tdbsam. See the image below.
Scroll to the bottom of the file and paste the contents below to set the configurations for the
[SambaPublic] comment=private samba share path=/root/SambaPublic public=yes browseable=yes writeable=yes
Let’s go through the code above.
- path = /root/SambaPublic: This is the path to the public folder
- public = yes: This means that the folder is accessible to everyone on the network.
- browseable = yes: this means that the file can be browsed
- writable = yes: this means that the file can be read or written by anyone in the network.
Next, paste the code below to set configurations for the SambaPrivate directory.
[SambaPrivate] path=/home/private comment=private samba share public =no valid users=JohnDoe JaneDoe write list =JohnDoe read list =JaneDoe
To explain for the private folder we have set the accessibility to no and only given access to JohnDoe and JaneDoe. We have also limited the user’s permissions to edit the folder by only giving JohnDoe the privileges to write.
Next, we will test whether our configurations were correct by using the following command below.
From the image above, you can see we don’t have any errors in our
smb.conf file. When we take a keen look at the SambaPublic, it has given guest ok = yes, meaning the folder is publicly accessible and read only = No, which means that everyone can edit.
Restart the Samba services to apply our new configurations using the commands below.
sudo service smb restart sudo service nmb restart sudo service winbind restart
Step 5. Stop Firewall Services and Disable SELinux
If you have enabled Firewall and SELinux security on your system, you need to disable them at this point so that we can test Samba’s share from other PCs on the network.
Execute the commands below to stop Firewall services.
sudo service iptables stop sudo service iptables save
To disable SELinux, we will edit the SELinux config file and set
SELINUX=disabled as shown below.
sudo nano /etc/selinux/config
sudo reboot now
When done, we can now proceed to connect to Samba from other PCs on the network.
Step 6. Connect to Samba Share From Windows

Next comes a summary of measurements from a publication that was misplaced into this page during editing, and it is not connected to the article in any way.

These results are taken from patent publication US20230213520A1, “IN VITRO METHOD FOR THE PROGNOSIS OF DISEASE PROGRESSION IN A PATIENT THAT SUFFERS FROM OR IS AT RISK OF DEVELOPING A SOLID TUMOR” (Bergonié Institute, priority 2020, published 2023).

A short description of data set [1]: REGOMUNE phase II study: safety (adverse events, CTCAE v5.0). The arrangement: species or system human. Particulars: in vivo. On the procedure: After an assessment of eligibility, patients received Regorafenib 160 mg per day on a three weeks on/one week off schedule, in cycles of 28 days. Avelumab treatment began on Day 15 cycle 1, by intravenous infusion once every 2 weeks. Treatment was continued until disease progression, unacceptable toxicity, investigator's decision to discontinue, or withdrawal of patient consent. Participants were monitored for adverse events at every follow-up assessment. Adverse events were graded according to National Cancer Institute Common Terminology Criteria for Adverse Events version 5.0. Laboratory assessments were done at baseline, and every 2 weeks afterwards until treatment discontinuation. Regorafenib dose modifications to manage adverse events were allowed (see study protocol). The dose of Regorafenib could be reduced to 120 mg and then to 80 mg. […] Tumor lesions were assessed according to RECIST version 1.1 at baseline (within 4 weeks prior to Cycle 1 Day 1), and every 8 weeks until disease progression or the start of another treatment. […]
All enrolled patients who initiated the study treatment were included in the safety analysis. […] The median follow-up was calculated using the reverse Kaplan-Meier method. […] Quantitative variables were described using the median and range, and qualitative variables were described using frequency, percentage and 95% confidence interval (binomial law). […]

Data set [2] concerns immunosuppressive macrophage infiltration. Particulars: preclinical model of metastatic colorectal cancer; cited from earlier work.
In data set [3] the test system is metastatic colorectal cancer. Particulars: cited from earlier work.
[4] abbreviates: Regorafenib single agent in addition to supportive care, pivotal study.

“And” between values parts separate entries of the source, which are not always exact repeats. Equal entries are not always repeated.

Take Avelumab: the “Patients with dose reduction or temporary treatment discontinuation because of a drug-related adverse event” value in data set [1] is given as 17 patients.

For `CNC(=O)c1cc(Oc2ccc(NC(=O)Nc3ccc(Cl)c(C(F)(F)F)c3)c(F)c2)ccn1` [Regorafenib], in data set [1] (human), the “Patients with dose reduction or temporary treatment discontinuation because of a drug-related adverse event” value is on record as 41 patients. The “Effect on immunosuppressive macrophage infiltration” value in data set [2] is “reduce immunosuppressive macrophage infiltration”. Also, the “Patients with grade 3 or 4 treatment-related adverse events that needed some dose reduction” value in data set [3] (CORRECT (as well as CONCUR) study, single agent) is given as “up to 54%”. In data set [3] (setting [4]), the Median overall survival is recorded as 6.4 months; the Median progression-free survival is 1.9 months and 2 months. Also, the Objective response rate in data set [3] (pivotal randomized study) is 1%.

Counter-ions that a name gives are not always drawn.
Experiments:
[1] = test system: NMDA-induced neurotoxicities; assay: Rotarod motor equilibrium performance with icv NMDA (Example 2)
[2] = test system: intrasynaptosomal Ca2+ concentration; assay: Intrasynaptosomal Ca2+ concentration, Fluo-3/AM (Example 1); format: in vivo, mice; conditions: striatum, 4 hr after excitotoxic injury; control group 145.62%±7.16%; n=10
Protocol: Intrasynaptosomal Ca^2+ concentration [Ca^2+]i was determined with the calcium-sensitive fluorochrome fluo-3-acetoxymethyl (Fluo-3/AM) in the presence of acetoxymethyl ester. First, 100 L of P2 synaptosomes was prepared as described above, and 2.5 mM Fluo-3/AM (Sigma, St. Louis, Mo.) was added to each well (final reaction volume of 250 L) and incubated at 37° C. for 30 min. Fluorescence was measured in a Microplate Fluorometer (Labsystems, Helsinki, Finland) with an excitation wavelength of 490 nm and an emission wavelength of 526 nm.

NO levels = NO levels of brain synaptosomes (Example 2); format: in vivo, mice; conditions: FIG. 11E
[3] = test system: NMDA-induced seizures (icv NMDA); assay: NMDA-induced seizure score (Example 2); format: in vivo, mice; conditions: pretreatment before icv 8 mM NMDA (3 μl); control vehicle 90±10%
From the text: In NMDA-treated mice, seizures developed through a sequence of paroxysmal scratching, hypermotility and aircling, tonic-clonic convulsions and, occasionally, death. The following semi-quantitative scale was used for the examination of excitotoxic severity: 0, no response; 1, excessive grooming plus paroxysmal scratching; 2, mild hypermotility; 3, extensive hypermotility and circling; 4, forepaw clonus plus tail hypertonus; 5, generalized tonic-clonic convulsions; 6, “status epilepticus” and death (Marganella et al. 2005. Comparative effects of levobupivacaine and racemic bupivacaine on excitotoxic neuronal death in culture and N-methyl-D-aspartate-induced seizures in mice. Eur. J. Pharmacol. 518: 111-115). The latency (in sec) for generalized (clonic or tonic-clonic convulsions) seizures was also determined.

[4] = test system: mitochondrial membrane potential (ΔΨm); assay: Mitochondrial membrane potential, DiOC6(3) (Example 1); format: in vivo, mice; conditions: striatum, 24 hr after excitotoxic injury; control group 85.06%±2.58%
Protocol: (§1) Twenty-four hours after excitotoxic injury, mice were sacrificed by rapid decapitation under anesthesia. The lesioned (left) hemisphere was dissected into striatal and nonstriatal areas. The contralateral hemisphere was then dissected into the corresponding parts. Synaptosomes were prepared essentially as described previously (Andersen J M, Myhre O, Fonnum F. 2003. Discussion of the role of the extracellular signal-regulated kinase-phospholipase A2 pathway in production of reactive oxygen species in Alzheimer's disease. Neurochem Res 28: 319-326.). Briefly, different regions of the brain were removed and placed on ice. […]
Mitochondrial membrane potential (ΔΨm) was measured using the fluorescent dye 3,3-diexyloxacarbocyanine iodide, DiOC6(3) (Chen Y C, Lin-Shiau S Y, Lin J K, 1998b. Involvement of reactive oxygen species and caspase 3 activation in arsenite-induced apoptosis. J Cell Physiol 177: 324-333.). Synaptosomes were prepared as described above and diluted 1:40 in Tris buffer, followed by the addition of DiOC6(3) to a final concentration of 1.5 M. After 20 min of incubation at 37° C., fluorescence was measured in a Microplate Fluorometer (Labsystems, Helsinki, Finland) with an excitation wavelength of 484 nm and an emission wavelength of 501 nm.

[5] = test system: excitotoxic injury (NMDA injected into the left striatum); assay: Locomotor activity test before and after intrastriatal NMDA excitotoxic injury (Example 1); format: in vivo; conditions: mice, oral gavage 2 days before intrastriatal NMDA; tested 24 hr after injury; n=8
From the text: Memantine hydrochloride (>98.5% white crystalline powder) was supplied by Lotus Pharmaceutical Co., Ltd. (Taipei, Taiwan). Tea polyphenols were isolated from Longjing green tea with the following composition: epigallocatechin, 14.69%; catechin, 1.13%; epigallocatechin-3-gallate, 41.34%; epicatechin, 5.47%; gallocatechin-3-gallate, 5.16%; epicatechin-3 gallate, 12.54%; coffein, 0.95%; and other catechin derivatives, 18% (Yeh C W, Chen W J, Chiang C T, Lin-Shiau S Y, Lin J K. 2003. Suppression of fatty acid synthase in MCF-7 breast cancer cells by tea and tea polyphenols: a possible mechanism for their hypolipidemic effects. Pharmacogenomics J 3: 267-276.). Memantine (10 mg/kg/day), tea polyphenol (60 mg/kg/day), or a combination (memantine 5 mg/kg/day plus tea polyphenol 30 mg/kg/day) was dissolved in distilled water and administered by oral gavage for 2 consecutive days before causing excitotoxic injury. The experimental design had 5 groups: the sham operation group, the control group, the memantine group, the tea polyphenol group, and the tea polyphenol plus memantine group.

To connect to Samba Share from a Windows system, you need to ensure that the Workgroup name set on your Windows machine is the same as the Workgroup we set on RHEL. For this post, we set the Workgroup as
To set Workgroup name on Windows, right-click on This PC > select Properties > Advanced System Settings > Computer Name. After changing the Workgroup name, you will be prompted to reboot the system to apply the changes.
After successfully setting the Workgroup name, open the command prompt and ping the IP of the RHEL system. That will help us know whether the Windows system can see the RHEL Samba Share on the network.
Execute the command below.
From the image above, you can see we are getting replies from the RHEL machine. If that’s not the case for you, please ensure you are connected to the same network as the RHEL system.
Now to connect to the RHEL Samba Share, right-click on This PC and select the option, Add a network location. A window will pop up and you will see a wizard to add a network location. Click Next continuously until you are prompted to enter the internet or network address. Use the syntax below.
When done, click Next. You will see a prompt to log in with a username and password. Use the users you created when configuring Samba on the RHEL system.
After a successful login, a window will open showing the contents of the Samba share.
Step 7. Connect to Samba Share from Linux
There are two ways you can connect to Samba share from a Linux system.
- Command-line method
- Graphical method
We will first need to install the
smbclient utility, which we will use to establish a connection to SambaShare. If you are on a Debian-based system, execute the command below.
sudo apt install smbclient
If you are connecting from an RHEL-based system., install
smbclient by executing the command below.
sudo yum install samba-client
To access the Samba share from the command-line, use the syntax below.
smbclient //[RHEL-IP]/[Shared-Folder] -U [username]
smbclient //192.168.1.61/SambaPublic -U JohnDoe
You can now execute commands from the
smb: \> terminal prompt. Unfortunately, not all Terminal commands will work here. Type help to see all the commands you can execute in the Samba share.
If you are not well versed with the Linux Terminal, you can access the Samba share from your Graphical user interface. Follow the steps below.
- Launch the file manager and click Other Locations.
- At the bottom of the window, you will see the option Connect to Server. Type the address of the Samba share using the syntax below.
- When done, click Connect. A window will pop up, and you will be prompted to enter a username and password. Use the credentials that you created when setting up Samba on RHEL. Use the option Registered User.
- Click Connect when done. If the credentials were correct, you should see the Shared Folder open in a new window, as shown in the image below.
That’s it! If you followed the whole post, I believe you now have a working Samba File Sharing server setup on your RHEL system. You can now play around by creating more users and Shared folders. If you encounter any errors while executing any of the commands above, please let us know in the comments.